//find highest temperature, move servo to corresponding position
  int i = 0;
  //local search index
  int q = 0;
  double hotTemp = tempVals[0];
  //the position data associated with the highest temperature in a given sweep
  for (i=0; i < 13; i+=1) {
    if (tempVals[i] >= hotTemp) {
      hotTemp =tempVals[i];
      Serial.print("#" + String(i) + " hot Temp: ");
      Serial.println(hotTemp);
      delay(50);
      q = i;
      //retrieve index for highest temp value in tempVals array
    }
  }
  hotPos = posVals[q];
  Serial.println("hotPos: ");
  Serial.print(hotPos);

  //retrieve the corresponding pos value from posVals index
  if (mrservo.attached()) {
    Serial.println("this is reading output right now");
  }
  delay(1000);
  mrservo.detach();
  mrservo.attach(3);
  mrservo.write(hotPos);
  delay(1000);
  //move the servo
  Serial.println("Returning to hotPos");
 
  
  /////////**DELAY BETWEEN SCANS**//////////////// 
  delay(10000);

  i=0;
}


void setup(){
  Serial.begin(9600);
  i2c_init();
  PORTC = (1 << PORTC4) | (1 << PORTC5);
}

void loop(){
  mrservo.attach(3);
  delay(1000);
  mrservo.write(0);
  i2c_init();
  servoSweep();
  Serial.println("Temperatures!");
  for (int n=0; n < 13; n += 1) {
    Serial.println(tempVals[n]);
    delay(50);
  }
  findHot();

  mrservo.detach();
  delay(2000);
}

Step 6: Calibration

Summary: Customizing the fan for your personal use.

The default scan range is 120 degrees. Feel free to change this if you're confident with Arduino code. Make sure the fan is attached to the servo such that the scan covers the area you are interested in.

Also, Feel free to play around with the delay between scans until you have something that works best for you.

Step 7: THANKS!

Thanks for reading! I hope this has been interesting and enlightening in some way, and best of luck if you decide to build it! It really is fun.

THE END

Comments

author
ravijag made it! (author)2017-04-18

Nice idea to build a heat seeking fan! liked the thought process behind the 'ible!

author
VedantM99 made it! (author)2016-03-10

Is there a way to make the fan track the hottest thing dynamically?

author
boostme made it! (author)2015-09-23

I wonder if this could be adapted into a solar tracker.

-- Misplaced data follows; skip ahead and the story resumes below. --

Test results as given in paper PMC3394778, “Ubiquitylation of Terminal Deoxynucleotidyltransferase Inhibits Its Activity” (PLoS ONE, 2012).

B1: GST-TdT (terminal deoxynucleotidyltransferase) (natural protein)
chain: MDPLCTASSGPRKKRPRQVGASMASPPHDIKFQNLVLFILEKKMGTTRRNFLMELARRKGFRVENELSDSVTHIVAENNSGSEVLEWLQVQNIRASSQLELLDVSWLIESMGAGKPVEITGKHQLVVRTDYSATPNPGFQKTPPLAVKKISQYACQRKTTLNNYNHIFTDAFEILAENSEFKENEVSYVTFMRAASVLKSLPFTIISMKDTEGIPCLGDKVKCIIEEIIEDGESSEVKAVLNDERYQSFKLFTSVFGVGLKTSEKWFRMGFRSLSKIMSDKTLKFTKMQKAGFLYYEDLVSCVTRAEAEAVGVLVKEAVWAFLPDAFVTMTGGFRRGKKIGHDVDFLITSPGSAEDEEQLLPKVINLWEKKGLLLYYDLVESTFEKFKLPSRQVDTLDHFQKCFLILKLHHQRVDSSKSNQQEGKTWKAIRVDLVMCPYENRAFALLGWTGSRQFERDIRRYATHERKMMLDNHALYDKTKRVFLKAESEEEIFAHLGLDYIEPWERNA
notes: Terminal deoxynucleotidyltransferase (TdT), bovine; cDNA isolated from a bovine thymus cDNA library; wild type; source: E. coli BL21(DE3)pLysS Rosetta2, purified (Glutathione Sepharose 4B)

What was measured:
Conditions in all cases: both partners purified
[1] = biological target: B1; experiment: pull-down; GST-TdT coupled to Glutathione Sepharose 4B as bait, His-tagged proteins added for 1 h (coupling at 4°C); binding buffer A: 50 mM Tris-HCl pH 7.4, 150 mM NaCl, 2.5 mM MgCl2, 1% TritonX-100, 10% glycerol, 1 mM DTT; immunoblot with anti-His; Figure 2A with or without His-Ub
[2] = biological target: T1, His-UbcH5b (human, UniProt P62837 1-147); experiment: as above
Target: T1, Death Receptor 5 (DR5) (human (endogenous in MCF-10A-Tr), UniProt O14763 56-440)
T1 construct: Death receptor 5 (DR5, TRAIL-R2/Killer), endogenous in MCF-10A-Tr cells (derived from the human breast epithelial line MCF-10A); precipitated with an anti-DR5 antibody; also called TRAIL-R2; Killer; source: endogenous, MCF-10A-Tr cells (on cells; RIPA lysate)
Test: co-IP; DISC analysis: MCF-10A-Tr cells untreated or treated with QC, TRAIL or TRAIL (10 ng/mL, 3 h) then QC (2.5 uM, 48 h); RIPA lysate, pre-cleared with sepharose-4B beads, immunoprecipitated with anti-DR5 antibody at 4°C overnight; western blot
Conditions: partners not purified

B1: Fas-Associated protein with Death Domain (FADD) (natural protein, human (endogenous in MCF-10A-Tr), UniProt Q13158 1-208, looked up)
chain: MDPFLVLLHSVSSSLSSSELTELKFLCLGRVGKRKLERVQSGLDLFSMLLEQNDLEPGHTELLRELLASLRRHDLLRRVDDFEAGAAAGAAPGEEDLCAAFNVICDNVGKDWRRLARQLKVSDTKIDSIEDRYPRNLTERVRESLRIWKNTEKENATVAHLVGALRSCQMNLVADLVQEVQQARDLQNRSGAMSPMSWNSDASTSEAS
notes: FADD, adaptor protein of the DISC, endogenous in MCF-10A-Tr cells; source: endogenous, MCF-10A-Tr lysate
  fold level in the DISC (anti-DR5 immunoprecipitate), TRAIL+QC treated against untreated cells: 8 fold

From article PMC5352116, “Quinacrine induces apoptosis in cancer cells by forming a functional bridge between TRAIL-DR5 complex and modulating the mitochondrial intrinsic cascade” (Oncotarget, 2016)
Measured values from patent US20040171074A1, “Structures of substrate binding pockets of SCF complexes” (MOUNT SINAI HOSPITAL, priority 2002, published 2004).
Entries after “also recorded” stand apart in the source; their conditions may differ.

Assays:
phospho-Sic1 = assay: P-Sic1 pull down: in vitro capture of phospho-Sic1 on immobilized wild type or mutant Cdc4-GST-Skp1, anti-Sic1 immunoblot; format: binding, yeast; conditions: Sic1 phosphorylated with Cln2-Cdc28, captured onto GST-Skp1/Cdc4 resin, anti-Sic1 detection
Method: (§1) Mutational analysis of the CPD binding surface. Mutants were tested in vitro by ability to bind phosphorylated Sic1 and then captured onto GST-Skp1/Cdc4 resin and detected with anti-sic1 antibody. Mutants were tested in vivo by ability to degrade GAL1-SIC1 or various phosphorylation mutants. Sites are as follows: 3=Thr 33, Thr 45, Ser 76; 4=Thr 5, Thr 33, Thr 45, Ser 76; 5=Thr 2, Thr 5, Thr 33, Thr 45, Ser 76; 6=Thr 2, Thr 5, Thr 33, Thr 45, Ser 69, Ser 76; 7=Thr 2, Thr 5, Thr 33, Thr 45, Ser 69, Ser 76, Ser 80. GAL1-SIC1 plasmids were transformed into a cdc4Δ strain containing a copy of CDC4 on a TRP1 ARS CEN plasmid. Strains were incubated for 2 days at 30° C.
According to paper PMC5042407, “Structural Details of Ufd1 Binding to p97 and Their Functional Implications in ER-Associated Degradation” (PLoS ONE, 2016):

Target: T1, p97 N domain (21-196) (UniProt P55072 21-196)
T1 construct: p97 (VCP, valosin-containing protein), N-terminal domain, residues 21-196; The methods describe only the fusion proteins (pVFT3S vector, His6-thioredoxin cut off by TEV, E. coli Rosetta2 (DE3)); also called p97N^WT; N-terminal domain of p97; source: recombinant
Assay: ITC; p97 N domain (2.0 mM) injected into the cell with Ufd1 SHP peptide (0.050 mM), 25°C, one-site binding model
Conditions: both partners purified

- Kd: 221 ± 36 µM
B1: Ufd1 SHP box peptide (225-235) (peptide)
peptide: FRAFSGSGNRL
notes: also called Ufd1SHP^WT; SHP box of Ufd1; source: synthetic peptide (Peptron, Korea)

author
Ploopy made it! (author)2014-07-09

Cool!

you could build a little motor/current driver to power the servo from the arduino.

author
UnusualTravis made it! (author)2012-05-04

Nice work, Now weaponize it :)

author
TheEvilOverLord made it! (author)TheEvilOverLord2014-04-12

good idea...a water gun would be good for hot summer days

author
Timofte Andrei made it! (author)Timofte Andrei2014-04-16

well, this device can actually save people lives! adding an array of those PIR sensors and automating a water cannon, can extinct blazes! a semi-automatic water cannon for small firefighter departments can be awesome!

author
tisaconundrum made it! (author)tisaconundrum2014-04-19

place it out in dry areas where fires are likely, have it water down area's that are getting to hot. Or if something really bad happens, notify the fire department.

author
muddog15 made it! (author)2014-04-02

Use a solid state relay to power the fan from arduino.

author
tisaconundrum made it! (author)tisaconundrum2014-04-19

+1 To that idea

author
muddog15 made it! (author)muddog152014-04-19

Thanks. Also, I have gotten 3 from eBay cheaply.

author
tisaconundrum made it! (author)tisaconundrum2014-04-19

They do come in handy. I used my relay to power some Christmas lights and make the flicker to music.

author
TheEvilOverLord made it! (author)2014-04-12

Very cool...I'm working on a similar problem. Have you thought about combining it with a motion sensor?

author
Ringer1515 made it! (author)2014-04-10

Very cool!

author
zaid.bro made it! (author)2014-04-10

nice one brilliant (applause) :)

author
adilyounus made it! (author)2014-03-15

Can i use a DS1624 IC chip instead of an IR sensor?

and great work btw!!

author
Ernoss made it! (author)2013-08-03

This is a brilliant idea, you could make many monies from this! :D

author
paulckruger made it! (author)2013-05-01

I am starting a personal site just for my projects but this caught my attention.

A newbie to Arduino, I want to build a table fan that follows me as I move in the room. Seems that my fan is always pointing the wrong place. On oscillate it is right only twice in a cycle !

See what I have planned. www.paulckruger.com

author
arnefl made it! (author)2012-05-05

#include <i2cmaster.h>

author
rimar2000 made it! (author)2012-05-03

Ckever idea, and well done!